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6 Aug, 2001

Asian Hotels Alliance Plots Marketing Blitz to Take On Global Chains

MARKETING chiefs of the newly-formed Asian Hotels Alliance (AHA) are to meet in Pattaya today to work out finer details of how the newly formed group is to be financed, structured and operated as it strives to growing competition from multinational hotel chains.

The group, comprising of Dusit Hotels and Resorts (Thailand), Landis Hotels & Resorts (Taiwan), Marco Polo Hotel group (Hong Kong), Meritus Hotels and Resorts (Singapore) and New Otani hotels (Japan) was officially formed on July 27 and hopes to become a “powerful marketing association” that will help retain and raise its individual and combined market share.

The founding members are all more or less family-owned companies “committed to maintaining their independence,” says Dusit Hotels’ Executive Director Chanin Donavanik.

By pooling their resources, the AHA members hope to confront the rapid advances of the multinational hotel companies whose financial and marketing power could over the long term threaten the survival of the smaller local and regional chains.

All AHA members are strong in their respective home markets but relatively inconsequential players globally. The New Otani is the biggest with 21 properties, Dusit 20 properties, Meritus 13, and Landis and Marco Polo seven each. That is a total of about 24,000 hotel rooms, mainly in the gateway cities of 10 countries but also including a small number of resort properties.

The geographical distribution shows clear gaps in places like Malaysia, the Philippines, Korea, Indonesia, China, India and Australia. However, there are plenty of small and medium-sized hotel groups in these countries that are facing competitive heat from big-league hotel chains and could join the AHA as an additional source of international business, marketing and networking.

Multinational American and European hotel groups are hungrily eyeing the prospects of expanding their brands across the Asia- Pacific through a variety of options – franchise, management, marketing, reservations or even equity.

Many Asia-Pacific hotels owned by real-estate companies hit by the economic crisis are being gradually offloaded to international investors who will invariably turn them over to the global groups to run, which will put further competitive pressure on the local and regional groups.

Similar to the airline alliances, the AHA is hoping to leverage the brand names of each of the five members to boost their joint marketing profile and build profitability. This will involve setting up a joint reservations system, pooling loyalty programmes, joint advertising and joint participation at international trade shows.

However, like the airline alliances, none of this is going to be either easy or inexpensive.

One critical issue will be the division of budgets for the various activities and projects. At the moment, it has been agreed to do this on a pro-rata basis pegged to the number of rooms in each group. Hence the bigger groups will pay more.

However, costs of other marketing activities such as training will be shared equally. Others will be paid for by the hotels themselves – such as the 80,000 copies of the first joint brochure that was funded entirely by the Dusit itself.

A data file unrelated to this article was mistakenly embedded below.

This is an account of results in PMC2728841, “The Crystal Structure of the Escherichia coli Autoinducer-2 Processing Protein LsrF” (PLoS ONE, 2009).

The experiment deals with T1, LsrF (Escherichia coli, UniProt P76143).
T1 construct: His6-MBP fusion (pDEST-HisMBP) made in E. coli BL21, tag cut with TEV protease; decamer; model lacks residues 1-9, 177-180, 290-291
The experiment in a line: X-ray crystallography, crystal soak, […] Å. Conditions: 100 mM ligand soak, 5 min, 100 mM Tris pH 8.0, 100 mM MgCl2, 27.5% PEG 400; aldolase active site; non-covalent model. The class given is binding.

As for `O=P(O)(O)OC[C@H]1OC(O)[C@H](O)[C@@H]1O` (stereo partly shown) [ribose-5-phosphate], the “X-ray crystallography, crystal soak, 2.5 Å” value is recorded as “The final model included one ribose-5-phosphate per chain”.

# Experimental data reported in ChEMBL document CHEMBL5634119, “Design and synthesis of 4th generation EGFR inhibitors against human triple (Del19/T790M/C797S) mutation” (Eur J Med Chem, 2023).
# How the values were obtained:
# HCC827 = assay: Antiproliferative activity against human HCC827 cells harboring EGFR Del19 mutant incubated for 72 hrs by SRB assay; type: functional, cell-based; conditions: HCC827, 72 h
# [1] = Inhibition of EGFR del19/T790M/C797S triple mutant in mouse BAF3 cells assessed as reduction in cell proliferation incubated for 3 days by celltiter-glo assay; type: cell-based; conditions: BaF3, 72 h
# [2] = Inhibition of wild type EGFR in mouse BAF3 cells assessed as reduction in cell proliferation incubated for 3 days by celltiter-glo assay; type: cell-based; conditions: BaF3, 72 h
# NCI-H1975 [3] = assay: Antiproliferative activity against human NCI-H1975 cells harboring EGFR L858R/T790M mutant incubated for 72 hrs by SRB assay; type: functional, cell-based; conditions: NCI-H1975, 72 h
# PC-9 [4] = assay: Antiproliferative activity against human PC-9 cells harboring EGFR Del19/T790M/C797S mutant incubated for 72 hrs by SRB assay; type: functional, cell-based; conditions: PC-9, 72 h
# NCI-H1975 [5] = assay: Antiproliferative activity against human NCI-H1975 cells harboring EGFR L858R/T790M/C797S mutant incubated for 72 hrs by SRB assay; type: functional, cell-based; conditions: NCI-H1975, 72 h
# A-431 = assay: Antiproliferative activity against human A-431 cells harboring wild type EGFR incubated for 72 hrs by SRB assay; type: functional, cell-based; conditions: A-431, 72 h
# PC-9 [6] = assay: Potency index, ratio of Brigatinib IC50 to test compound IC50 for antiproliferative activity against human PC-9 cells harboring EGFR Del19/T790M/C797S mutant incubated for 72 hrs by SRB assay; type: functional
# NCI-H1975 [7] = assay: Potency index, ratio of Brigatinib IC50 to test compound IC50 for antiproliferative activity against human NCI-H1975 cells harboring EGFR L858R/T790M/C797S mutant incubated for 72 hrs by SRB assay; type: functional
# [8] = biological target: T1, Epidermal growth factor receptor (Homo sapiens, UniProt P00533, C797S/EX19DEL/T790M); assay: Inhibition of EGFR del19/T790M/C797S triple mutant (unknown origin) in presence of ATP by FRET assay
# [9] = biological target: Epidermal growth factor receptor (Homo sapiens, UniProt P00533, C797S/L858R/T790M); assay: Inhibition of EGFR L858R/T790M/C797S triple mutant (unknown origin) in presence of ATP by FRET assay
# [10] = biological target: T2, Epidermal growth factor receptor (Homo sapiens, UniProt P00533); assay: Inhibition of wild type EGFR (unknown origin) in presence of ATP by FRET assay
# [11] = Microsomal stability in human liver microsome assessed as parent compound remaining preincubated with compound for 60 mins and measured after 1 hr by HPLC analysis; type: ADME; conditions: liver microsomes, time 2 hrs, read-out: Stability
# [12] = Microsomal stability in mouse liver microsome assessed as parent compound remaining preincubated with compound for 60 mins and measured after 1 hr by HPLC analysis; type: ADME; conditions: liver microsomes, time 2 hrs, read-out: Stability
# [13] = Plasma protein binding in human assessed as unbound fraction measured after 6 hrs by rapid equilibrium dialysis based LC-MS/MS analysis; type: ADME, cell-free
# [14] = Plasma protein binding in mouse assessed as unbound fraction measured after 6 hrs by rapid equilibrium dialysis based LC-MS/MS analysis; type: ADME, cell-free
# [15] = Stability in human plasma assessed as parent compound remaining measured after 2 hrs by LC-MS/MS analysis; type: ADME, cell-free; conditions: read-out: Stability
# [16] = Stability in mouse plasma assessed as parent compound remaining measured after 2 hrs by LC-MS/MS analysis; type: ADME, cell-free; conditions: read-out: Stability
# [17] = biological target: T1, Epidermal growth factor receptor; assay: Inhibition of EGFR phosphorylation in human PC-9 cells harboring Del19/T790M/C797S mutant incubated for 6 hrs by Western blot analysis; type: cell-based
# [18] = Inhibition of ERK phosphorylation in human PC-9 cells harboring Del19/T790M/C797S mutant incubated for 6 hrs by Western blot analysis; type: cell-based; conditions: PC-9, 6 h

Just setting up a reservations system could be hugely problematic. A check of the group’s website asianhotelsalliance.com indicated widely divergent booking methods.

Some of the AHA hotels have current reservation engines powered by groups like Calypso and Pegasus while others are less sophisticated and cannot provide instant confirmations. While webpages of some hotels came up in a flash, others yielded error messages or took excessively long to come up.

Things could get tougher as the group looks at other issues like pooling of loyalty programmes and sharing of benefits, all of which involve considerable administrative and technological costs. By comparison, opening overseas sales offices and joint advertising could be relatively simpler exercises.

At the moment, brand building is the top priority. Brochures have been placed in all the rooms of the AHA member hotels. Official company letterheads, name-cards and other publicity material are being rebranded to include the AHA name.

Mr Chanin said becoming an AHA member will not impede the growth plans of any of the hotels groups, so if the Dusit wants to expand in Japan under its own brand name, or the Marco Polo in Thailand, there will be no objections.

Quick decision-making will be important. However, even with the current size of the group, just finalising a date for the marketing meeting was not easy, Mr Chanin admits.

He said new members are welcome but each new member will need to have at least a few hotels under its wing. Individual hotels will not be allowed. The founding members have agreed to keep the group small but effective, at least in the initial days. It will also remain an essentially Asian group.

He said he worked on the project for about a year, based on an earlier group called the Prestigious Hotels of Asia which had a similar philosophy but was somewhat ahead of its time and didn’t last long. His initial approach was to Mr Stanley Yen of Landis in Taiwan, which was followed by Meritus, Marco Polo and New Otani.

“I like doing things that people say cannot be done,” Mr Chanin says. He set the Dusit itself on an aggressive local and global expansion course in the early 1980s. In 1994, he became the first Asian hotelier to buyout a major European brand-name hotel group, the Kempinski.

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